For years, obese diabetics were recommended a low-calorie, low-fat diet, which actually proved to be detrimental to their health. In fact, the best way to tackle obesity is to strike it at its root, and the root is not fat but carbohydrates. Dietary fat is not readily transformed into body fat, so severely limiting it will not solve the problem. Restricting the intake of carbohydrates is the only way out; firstly, because it keeps tabs on blood-sugar levels and secondly, because it keeps obesity at bay.

In a low-carb diet, sugar in its raw form and especially aerated drinks, confectioneries, and white flour should be taken only in minute amounts. These hit the bloodstream instantly and raise the blood-glucose levels. Furthermore, these are instantaneously converted to fat cells. On the other hand, there’s a group of carbohydrates, termed complex carbohydrates, which are not so harmful. They are comprised of food items like bread, pasta, cereal, etc. The body takes a longer time to break them down; as such it takes that much longer to convert them into fat cells.

Lessening the amount of carbohydrates consumed also leads to weight reduction in another way: when one is deprived of carbohydrates, and thus deprived of one source of energy, the body resorts to burning the fat cells when the need for energy arises. Fat cells burned in this manner lead to considerable weight reduction. You will have the lion’s share of fats from vegetable oils, avocados, fish liver oil, sunflower oil, etc., but never butter and margarine, and proteins from nuts, cheese, poultry, legumes, etc.

Thus, one’s weight-loss regime doesn’t mean bypassing fat altogether, unlike other diets. It is as simple as eating heartily with few carbohydrates and considerably larger portions of fats and proteins, so that you remain full and don’t feel the urge to gorge on sugary foods afterwards.

By:Eddie Tobey

Monday, February 09, 2009

Low Carb Diabetic Diets

Diabetic Diets

hanks to Jennifer Aniston, Dr. Atkins’ low-carb diet is the latest craze among weight watchers. However, the furor it has caused in the medical circles is also due to the fact that it is steeped with immense benefits for diabetics. In fact, it is fast gaining precedence over the traditional low-calorie, low-fat diet once prescribed for diabetics—a diet that has now been conclusively proven to be detrimental to the diabetic patient’s health.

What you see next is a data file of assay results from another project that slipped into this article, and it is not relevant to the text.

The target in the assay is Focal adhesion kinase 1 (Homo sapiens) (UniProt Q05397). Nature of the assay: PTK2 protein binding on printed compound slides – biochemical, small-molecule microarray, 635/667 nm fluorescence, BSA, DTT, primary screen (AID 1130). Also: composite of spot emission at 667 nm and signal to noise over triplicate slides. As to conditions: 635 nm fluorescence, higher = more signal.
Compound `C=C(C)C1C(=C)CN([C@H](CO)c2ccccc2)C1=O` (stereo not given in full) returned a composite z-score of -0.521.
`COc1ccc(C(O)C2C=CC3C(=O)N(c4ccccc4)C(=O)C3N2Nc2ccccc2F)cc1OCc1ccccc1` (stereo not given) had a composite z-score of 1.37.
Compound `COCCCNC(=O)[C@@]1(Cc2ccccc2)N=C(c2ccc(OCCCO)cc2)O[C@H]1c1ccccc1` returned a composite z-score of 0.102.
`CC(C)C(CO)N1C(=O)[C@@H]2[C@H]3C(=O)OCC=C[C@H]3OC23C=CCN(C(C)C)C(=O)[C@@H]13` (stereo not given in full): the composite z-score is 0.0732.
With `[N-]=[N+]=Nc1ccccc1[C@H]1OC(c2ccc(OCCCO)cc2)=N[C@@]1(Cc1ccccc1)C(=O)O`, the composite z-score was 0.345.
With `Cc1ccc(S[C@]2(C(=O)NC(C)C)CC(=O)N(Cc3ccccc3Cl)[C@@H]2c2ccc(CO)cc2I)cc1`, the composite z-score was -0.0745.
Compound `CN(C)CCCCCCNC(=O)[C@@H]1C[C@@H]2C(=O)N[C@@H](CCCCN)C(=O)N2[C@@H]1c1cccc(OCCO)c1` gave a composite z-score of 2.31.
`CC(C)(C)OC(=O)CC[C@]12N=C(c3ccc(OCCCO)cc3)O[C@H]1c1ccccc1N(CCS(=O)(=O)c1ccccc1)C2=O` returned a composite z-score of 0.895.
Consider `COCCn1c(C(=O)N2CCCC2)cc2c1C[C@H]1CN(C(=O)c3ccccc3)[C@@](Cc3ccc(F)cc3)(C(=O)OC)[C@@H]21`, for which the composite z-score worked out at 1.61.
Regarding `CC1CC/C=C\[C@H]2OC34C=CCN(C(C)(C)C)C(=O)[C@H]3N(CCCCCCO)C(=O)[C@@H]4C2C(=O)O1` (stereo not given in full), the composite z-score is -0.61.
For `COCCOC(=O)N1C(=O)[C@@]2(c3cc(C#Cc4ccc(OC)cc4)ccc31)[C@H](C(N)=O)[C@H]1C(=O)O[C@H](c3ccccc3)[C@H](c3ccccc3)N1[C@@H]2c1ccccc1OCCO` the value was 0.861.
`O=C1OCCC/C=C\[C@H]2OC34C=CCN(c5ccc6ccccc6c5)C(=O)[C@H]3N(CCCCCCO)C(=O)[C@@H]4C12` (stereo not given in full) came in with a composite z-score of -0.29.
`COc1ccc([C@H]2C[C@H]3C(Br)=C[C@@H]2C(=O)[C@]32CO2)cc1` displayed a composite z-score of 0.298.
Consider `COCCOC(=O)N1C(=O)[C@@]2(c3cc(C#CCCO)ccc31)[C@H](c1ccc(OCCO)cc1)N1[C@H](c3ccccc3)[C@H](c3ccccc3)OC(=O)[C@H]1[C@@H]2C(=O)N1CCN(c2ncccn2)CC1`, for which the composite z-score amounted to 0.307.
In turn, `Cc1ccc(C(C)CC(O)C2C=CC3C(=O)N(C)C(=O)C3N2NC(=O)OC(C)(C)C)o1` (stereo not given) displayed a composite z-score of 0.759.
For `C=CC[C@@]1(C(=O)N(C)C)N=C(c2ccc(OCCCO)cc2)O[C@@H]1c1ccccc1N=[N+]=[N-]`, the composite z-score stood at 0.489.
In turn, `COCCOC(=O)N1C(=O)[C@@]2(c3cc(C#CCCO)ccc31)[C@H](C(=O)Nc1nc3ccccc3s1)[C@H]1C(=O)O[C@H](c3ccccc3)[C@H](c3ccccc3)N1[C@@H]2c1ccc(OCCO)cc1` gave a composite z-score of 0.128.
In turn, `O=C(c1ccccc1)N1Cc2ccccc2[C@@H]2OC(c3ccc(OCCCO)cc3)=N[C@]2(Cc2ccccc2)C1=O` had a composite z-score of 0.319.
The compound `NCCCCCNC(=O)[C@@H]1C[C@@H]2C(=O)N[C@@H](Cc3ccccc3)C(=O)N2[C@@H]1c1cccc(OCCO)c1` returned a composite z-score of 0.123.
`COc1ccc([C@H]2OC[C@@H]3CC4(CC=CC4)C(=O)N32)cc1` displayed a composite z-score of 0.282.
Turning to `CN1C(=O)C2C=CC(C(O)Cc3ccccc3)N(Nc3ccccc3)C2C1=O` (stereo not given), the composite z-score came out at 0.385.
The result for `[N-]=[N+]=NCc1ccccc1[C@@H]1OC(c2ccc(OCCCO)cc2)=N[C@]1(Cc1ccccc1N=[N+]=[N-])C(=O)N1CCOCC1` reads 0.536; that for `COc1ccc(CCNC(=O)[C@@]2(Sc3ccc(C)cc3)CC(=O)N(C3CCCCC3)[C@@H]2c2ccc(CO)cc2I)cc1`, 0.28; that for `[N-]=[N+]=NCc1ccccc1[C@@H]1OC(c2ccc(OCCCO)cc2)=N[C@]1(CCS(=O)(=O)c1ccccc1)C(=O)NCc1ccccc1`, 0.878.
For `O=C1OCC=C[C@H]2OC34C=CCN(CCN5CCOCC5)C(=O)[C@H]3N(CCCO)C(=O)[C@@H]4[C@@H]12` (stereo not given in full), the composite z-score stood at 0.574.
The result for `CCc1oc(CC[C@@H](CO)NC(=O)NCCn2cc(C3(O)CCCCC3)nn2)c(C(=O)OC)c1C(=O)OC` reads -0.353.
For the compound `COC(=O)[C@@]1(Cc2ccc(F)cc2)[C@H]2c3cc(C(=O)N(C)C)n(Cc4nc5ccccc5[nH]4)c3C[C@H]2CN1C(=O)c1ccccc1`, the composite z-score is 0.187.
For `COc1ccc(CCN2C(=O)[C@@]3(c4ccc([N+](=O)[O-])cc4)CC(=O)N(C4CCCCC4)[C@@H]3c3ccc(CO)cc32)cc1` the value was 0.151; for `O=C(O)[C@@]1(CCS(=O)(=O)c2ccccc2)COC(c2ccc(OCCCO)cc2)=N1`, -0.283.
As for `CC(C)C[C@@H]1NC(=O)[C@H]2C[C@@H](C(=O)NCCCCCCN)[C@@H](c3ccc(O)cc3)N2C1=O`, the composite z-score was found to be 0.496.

This all-out attack on carbohydrates is understandable, as diabetes is a condition where sugar and starch are not properly absorbed from the bloodstream. And when the body is incapacitated in this way, an excess of carbohydrates can be harmful.

Anything more than 5%-10% carbohydrates in your daily caloric intake is a taboo in all the low-carb diets. These place emphasis on consumption of protein and fats so that the body is full and doesn’t experience hunger pangs. For it is only when the body feels that it is starving, that one tends to gorge on sugary foods. The feeling of fullness can be achieved with bulky fiber-rich food, too. In fact, low carb diets are unique in that you can have anything you desire, as long as it is not rich in carbohydrates. However, they all do fall short of recommending overstuffing oneself.

In low-carb diets, the foods that are approved are meats, fish, poultry, eggs and cheese and certain vegetables like kidney beans, carrots, avocados. It is worth remembering that since carbohydrates are almost barred from the diet chart, low-carb diets profess a moderately high fat intake to obtain the necessary energy. As a result, obese diabetic patients do need to consult a physician and adopt a modified version of the diet.